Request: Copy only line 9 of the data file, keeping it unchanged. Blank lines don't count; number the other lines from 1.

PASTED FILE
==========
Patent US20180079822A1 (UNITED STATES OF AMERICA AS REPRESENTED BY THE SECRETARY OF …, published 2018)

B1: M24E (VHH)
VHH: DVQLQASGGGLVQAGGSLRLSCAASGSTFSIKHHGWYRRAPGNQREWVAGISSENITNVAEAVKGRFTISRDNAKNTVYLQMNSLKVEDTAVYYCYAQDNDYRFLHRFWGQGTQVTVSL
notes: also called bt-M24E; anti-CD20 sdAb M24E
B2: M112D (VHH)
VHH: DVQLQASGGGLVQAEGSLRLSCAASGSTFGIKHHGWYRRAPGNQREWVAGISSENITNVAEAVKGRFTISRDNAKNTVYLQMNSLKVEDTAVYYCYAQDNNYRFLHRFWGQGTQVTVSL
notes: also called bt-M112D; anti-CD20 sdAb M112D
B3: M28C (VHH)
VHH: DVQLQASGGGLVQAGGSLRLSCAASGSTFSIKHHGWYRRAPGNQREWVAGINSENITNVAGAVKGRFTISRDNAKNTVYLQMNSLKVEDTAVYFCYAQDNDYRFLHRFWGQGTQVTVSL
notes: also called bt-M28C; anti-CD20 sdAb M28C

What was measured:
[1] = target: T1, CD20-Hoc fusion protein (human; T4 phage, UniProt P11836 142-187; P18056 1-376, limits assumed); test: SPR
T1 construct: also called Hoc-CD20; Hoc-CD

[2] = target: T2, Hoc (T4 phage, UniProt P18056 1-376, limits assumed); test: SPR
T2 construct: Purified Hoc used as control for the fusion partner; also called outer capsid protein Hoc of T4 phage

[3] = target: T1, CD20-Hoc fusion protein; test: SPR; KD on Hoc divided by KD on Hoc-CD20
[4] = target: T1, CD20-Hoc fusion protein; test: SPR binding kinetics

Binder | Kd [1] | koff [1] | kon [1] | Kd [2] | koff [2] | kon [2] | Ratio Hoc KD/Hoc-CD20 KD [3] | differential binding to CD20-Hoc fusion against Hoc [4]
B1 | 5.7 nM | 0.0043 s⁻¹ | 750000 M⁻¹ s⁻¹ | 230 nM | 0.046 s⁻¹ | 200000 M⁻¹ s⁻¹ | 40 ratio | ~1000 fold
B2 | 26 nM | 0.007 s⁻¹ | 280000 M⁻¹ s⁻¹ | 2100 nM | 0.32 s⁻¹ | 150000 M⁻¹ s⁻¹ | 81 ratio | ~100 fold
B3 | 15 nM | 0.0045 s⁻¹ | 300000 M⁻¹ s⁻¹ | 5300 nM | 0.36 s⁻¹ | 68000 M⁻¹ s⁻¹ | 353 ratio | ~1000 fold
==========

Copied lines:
VHH: DVQLQASGGGLVQAGGSLRLSCAASGSTFSIKHHGWYRRAPGNQREWVAGINSENITNVAGAVKGRFTISRDNAKNTVYLQMNSLKVEDTAVYFCYAQDNDYRFLHRFWGQGTQVTVSL